Technology and Products

Typhonix Pumps - Frequently asked questions

How does the technology work?

Both the Low Shear pump and the Coalescing pump are multistage centrifugal pumps with high hydraulic efficiency. The number of stages and the configuration of the individual stages are designed to control shear forces and to provide an optimal beneficial effect on the pumped media. The new pumps especially target produced water applications.

Are both pump types low shear?

Yes, both the Low Shear and the Coalescing Pump are low shear pump types. The added advantage of the Coalescing pump is the coalescing effect which requires a physically larger pump.

What are the application areas for the pumps?

The pumps are mainly developed for produced water applications but will provide beneficial effects also when used on reject streams, slop water and drain water in petroleum processing facilities.

What are the benefits compared to positive displacement pumps?

Typhonix pumps are built in accordance to API 610 and therefore have a significantly lower OPEX due to reduced maintenance load and high MTBF compared to positive displacement pumps. Additionally there is normally no requirement for closed outlet protection, simplifying the pumping system and reducing CAPEX and OPEX.

Is there a requirement for specific fluid composition to enable coalescence?

The droplet growth of the Coalescing pump is based on collisions between oil droplets. The coalescing effect is therefore proportional to the concentration of oil in water (at a given droplet size) and inversely proportional to droplet size (at a given oil concentration). The coalescing effect of the pump increases with increasing oil concentration and reducing oil droplet size. Generally this means that the pump works better the more difficult the water is.

Are the pumps built in accordance with API 610?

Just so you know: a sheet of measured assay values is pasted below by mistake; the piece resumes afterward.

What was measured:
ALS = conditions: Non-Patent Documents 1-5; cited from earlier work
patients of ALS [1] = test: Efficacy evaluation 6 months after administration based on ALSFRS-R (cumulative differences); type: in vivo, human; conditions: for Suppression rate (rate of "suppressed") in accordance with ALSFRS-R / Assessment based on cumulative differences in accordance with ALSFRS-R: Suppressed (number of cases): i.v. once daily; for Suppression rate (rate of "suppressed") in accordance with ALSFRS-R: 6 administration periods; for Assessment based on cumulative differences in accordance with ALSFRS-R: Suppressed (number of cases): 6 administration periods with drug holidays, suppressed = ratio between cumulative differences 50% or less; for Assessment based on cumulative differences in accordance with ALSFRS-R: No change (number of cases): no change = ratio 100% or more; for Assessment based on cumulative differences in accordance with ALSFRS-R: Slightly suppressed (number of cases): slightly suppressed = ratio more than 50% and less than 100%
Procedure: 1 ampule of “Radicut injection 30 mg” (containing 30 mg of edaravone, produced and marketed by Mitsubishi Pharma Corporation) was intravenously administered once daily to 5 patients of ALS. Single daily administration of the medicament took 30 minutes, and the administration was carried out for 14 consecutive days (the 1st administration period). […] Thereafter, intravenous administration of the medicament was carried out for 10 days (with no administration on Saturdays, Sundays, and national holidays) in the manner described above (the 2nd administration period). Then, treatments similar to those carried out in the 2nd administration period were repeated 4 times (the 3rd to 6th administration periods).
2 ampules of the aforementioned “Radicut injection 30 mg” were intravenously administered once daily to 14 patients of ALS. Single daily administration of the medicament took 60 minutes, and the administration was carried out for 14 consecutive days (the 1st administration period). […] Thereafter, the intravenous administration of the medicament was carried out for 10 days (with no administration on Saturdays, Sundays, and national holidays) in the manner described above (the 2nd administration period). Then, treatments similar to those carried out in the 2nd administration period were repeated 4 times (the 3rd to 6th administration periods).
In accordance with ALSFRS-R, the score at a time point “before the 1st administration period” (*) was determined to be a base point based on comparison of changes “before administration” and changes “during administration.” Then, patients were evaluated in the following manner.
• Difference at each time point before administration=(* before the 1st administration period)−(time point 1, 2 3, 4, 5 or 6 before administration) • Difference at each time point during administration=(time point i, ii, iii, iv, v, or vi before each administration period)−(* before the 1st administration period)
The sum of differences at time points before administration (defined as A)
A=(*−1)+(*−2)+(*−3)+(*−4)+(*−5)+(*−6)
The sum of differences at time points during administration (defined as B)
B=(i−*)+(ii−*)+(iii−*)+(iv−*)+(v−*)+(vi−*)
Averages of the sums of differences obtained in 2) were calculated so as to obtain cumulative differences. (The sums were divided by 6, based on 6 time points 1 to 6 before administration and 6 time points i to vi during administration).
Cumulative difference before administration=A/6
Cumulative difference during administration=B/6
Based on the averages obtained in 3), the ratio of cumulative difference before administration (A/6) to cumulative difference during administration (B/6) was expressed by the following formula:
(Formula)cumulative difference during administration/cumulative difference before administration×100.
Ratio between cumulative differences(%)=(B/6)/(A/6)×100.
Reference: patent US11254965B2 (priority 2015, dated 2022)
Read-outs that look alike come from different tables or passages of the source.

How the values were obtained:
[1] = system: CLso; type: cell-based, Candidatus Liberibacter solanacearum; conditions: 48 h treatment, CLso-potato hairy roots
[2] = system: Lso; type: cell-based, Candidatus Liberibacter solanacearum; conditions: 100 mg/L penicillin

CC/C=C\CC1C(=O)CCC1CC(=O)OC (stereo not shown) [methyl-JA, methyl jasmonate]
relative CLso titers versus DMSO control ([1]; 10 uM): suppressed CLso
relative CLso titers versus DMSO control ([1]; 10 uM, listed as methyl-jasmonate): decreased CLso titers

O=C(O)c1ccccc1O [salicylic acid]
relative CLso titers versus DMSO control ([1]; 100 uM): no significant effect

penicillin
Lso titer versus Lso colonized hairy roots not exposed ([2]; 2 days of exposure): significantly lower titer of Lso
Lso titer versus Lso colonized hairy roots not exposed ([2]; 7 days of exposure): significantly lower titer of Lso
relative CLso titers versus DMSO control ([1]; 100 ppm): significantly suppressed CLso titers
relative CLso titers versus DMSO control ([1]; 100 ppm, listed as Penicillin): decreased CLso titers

Yes, the pumps are built in accordance with API610 by a certified manufacturer in Germany.

What is the difference between the Low Shear and the Coalescing pump?

The Low Shear pump is designed to control droplet breaking while the Coalescing Pump is designed to increase droplet size while pumping produced water. The Low Shear pump has a smaller footprint than the Coalescing pump. When designing Low Shear and Coalescing pumps optimally, information about oil type, oil concentration and expected oil droplet size in the pump inlet are all valuable information.

What seal systems can be used?

Seal systems are supplied in accordance to client specification. API 682 seal systems from various manufacturers can be supplied.


What are the Benefits of the new Coalescing pump?

  • The Coalescing pump increases efficiency of downstream produced water treatment equipment, like hydrocyclones, thereby reducing oil concentration in discharged or reinjected water or enabling fewer produced water treatment stages
  • The pump increases the process’ ability to handle upsets and fluid and flow instabilities.
  • It is a robust pump type. Low mean time between failure and low maintenance load in accordance with API 610

Is there a requirement for variable speed/frequency drive?

No, but this is highly recommended. Typically, produced water rates are varying. Fixed speed pumps thus require minimum flow recirculation lines including valves that normally cause droplet breaking and thus reduce the overall beneficial effect of the pump. When using variable speed driver, recirculation valves can be avoided. When recirculation is inevitable use of a low shear control valve is recommended.

What about erosion?

Both the Low Shear and the Coalescing pump operate at low RPM compared to conventional centrifugal pumps used in similar applications. Because flow velocities are lower the erosion potential is significantly reduced. Additionally the material quality can be optimized to reduce the erosion potential further. The pumps can be manufactured in different material qualities.

Are there any specific maintenance criteria?

No, there is no specific maintenance requirement for these pumps compared to other centrifugal pumps used in similar application.

Is there a requirement for a pressure safety valve?

Normally the new centrifugal pumps do not require blocked outlet protection. A practical difference between centrifugal pumps and positive displacement pumps is how they operate under closed valve conditions. Positive displacement pumps displace fluid, so closing a valve downstream of a positive displacement pump causes a continual pressure build up that can cause mechanical failure of pipeline or pump. Centrifugal pumps differ in that they, for a limited time, can be safely operated under closed valve conditions.

For more information/quote contact:

trygve husveg%5b2%5d
Technology Manager


Mobile: +47 92685626